Strabo, Geography (English) (XML Header) [genre: prose] [word count] [Str.].
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Such are the sentiments of Polybius; and in many respects they are correct enough; but when he discusses the voyage beyond the ocean, and enters on minute calculations of the proportion borne by the distance to the number of days, he is greatly mistaken. He alleges perpetually the words of the poet, Nine days by cruel storms thence was I borne;
but at the same time he takes no notice of this expression, which is his as well, And now borne sea-ward from the river stream
Of the Oceanus; [Note]
Odyss. xii. l.
and this, In the island of Ogygia, the centre of the sea, [Note]
Odyssey i. 50.

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and that the daughter of Atlas [Note] dwells there. And the following concerning the Phæacians, Remote amid the billowy deep, we hold
Our dwelling, utmost of all human kind,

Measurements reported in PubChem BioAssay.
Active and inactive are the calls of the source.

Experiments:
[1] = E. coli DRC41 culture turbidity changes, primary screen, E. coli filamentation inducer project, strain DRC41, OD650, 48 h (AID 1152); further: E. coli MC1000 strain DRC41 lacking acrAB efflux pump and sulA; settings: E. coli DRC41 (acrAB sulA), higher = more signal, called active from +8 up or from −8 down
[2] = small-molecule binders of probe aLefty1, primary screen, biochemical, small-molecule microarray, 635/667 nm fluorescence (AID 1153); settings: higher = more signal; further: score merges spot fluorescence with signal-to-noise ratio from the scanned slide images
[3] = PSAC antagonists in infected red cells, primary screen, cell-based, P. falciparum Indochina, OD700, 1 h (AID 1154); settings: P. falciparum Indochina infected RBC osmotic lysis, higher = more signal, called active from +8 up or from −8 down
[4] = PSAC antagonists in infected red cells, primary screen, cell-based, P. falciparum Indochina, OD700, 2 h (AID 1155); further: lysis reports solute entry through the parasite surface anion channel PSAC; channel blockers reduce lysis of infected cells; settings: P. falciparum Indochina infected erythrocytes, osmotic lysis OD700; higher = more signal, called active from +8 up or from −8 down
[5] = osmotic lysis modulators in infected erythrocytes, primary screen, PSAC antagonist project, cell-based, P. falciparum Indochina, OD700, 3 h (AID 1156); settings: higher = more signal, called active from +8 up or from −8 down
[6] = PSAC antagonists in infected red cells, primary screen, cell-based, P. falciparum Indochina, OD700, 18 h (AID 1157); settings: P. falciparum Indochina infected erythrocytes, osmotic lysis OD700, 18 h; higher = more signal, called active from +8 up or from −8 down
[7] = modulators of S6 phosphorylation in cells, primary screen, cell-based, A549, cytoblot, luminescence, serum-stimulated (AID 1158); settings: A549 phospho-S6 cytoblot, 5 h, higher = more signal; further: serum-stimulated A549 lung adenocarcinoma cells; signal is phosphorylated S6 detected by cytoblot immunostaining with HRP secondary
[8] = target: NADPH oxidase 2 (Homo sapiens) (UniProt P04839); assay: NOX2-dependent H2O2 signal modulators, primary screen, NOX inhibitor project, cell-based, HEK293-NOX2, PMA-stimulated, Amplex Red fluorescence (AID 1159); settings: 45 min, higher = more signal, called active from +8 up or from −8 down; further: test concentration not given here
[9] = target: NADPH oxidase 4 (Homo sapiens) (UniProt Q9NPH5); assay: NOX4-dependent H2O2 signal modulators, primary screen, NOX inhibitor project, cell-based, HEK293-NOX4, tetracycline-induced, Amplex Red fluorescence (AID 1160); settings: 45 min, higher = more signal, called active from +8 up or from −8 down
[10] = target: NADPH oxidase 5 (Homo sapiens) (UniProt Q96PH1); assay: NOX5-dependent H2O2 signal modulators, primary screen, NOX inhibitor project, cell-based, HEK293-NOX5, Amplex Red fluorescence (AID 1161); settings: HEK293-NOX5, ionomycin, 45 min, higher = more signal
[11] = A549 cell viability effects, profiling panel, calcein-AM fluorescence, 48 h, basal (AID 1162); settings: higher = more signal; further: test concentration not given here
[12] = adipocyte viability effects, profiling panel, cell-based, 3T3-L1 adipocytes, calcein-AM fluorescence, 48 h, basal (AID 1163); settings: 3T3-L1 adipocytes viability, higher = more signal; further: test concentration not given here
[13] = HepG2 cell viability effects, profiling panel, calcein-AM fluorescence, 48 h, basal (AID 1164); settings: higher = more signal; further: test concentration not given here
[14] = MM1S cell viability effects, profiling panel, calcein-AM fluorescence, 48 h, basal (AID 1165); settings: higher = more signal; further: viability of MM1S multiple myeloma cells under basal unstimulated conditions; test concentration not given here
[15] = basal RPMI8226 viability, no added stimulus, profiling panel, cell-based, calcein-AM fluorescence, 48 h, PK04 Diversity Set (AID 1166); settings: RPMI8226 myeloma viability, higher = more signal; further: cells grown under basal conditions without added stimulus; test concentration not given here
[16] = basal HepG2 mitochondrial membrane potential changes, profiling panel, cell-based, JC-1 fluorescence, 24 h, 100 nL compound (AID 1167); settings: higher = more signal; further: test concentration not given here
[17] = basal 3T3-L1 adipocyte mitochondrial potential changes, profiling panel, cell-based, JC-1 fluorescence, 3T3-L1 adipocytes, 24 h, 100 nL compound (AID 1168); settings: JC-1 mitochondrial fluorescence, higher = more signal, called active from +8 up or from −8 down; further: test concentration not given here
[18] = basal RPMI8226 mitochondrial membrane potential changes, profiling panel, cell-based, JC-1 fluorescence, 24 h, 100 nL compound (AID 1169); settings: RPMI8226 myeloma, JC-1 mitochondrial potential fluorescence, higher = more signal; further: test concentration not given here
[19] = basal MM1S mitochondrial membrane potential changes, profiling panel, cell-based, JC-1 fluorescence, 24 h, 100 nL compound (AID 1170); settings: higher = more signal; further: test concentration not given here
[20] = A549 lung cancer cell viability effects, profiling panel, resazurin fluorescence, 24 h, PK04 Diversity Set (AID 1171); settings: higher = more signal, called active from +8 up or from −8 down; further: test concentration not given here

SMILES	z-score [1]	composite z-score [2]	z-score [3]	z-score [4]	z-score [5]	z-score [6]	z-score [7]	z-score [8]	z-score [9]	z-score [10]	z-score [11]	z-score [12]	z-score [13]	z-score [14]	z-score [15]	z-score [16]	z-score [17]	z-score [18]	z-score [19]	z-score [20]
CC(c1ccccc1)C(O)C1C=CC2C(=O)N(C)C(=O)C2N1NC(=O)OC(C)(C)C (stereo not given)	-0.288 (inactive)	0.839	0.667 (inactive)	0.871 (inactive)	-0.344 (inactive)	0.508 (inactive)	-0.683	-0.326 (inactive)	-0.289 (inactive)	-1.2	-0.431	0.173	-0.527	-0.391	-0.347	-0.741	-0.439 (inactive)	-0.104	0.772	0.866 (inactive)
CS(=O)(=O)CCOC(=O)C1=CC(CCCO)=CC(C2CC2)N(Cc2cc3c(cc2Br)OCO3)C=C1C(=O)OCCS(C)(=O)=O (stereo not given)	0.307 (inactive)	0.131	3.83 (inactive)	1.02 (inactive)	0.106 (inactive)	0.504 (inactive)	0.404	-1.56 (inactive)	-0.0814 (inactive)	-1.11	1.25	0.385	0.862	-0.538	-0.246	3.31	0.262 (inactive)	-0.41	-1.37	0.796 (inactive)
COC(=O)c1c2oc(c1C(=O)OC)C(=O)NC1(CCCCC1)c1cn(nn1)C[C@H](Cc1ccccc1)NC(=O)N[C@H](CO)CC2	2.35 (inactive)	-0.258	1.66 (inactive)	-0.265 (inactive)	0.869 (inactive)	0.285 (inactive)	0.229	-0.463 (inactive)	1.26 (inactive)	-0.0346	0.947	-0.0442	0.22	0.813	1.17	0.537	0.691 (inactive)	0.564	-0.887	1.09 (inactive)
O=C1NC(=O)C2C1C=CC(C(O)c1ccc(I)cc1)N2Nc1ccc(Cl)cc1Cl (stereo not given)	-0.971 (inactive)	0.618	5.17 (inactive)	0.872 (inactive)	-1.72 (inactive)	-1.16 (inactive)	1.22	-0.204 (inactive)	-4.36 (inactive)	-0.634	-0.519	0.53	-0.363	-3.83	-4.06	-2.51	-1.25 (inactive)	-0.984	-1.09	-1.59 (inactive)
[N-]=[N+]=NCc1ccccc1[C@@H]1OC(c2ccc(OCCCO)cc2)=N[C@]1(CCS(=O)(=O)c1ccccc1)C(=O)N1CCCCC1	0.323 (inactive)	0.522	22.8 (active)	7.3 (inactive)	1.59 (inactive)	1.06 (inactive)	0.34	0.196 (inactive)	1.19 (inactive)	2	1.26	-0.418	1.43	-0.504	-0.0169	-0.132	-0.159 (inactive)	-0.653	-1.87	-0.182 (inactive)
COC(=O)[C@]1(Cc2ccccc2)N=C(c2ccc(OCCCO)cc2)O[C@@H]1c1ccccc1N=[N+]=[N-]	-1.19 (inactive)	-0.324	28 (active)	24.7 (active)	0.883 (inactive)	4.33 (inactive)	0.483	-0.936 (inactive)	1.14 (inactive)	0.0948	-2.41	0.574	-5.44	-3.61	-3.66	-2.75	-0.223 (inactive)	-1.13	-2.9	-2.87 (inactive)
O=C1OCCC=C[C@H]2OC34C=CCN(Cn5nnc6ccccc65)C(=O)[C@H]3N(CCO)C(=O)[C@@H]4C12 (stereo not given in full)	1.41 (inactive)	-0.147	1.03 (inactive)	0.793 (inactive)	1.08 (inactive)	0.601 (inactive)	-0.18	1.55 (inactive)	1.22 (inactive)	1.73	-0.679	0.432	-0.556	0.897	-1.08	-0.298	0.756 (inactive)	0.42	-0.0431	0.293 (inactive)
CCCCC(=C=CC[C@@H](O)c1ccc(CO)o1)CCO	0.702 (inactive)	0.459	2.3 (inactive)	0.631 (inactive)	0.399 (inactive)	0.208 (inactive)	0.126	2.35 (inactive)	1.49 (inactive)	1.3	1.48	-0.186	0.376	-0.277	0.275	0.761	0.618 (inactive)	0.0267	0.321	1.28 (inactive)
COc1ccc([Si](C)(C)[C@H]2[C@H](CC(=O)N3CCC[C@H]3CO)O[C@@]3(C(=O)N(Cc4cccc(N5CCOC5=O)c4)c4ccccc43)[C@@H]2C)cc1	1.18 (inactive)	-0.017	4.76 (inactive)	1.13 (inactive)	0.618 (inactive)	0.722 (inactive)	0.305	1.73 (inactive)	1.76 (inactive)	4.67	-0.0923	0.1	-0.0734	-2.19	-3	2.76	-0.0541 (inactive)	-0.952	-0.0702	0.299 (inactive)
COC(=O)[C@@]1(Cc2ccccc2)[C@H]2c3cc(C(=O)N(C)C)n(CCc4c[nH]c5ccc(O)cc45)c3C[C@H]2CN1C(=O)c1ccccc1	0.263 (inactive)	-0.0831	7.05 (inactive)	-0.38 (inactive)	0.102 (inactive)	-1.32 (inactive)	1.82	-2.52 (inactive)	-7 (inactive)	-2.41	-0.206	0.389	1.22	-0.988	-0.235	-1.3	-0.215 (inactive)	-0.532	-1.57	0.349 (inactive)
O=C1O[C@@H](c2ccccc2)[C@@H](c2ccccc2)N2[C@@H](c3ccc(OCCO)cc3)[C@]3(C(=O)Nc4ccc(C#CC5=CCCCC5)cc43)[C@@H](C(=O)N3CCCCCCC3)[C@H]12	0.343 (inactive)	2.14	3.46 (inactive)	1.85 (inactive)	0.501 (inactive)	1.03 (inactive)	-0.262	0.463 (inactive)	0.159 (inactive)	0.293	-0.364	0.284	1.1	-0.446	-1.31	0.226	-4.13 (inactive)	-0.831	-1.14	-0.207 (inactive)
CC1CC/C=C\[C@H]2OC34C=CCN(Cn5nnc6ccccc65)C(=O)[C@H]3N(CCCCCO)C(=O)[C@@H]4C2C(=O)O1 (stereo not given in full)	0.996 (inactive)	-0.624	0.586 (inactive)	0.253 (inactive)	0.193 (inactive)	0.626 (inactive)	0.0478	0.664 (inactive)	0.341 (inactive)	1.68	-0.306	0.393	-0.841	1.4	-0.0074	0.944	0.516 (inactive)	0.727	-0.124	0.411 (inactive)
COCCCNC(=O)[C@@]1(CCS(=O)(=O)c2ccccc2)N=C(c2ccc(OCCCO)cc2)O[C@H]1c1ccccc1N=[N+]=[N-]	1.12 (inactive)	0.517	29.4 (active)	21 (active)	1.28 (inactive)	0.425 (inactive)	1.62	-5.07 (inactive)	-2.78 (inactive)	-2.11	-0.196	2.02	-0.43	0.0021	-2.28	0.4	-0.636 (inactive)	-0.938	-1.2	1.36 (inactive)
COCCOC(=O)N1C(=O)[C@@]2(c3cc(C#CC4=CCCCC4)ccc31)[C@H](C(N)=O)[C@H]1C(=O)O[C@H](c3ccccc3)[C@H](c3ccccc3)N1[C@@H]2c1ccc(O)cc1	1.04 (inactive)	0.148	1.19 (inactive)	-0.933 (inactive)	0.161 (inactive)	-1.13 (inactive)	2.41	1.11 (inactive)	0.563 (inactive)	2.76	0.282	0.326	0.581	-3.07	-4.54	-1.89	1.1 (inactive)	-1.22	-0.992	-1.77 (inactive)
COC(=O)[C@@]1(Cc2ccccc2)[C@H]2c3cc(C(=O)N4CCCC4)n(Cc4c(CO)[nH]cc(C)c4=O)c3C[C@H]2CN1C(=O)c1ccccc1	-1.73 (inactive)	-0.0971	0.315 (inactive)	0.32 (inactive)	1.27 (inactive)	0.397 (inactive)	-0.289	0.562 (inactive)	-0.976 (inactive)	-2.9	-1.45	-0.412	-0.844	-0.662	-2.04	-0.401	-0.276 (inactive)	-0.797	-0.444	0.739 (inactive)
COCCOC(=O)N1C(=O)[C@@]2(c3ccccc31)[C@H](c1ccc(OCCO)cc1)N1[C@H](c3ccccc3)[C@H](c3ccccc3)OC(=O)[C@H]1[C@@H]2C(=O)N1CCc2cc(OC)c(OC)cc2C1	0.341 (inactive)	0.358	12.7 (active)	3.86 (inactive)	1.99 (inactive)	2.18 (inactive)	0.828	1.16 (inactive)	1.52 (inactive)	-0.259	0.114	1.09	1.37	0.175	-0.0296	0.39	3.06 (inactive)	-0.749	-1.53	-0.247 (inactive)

And free from mixture with a foreign race. [Note]
Odyssey vi. 204.

These passages clearly refer to the Atlantic Ocean, [Note] but though so plainly expressed, Polybius slily manages to overlook them. Here he is altogether wrong, though quite correct about the wandering of Ulysses having taken place round Sicily and Italy, a fact which Homer establishes himself. Otherwise, what poet or writer could have persuaded the Neapolitans to assert that they possessed the tomb of Parthe- nope [Note] the Siren, or the inhabitants of Cumæ, Dicæarchia, [Note] and Vesuvius [to bear their testimony] to Pyriphlegethon, the Marsh of Acherusia, [Note] to the oracle of the dead which was near Aornus, [Note] and to Baius and Misenus, [Note] the companions of Ulysses. The same is the case with the Sirenussæ, and the Strait of Messina, and Scylla, and Charybdis, and æolus, all which things should neither be examined into too rigorously, nor yet [despised] as groundless and without foundation, alike remote from truth and historic value. 1.2.19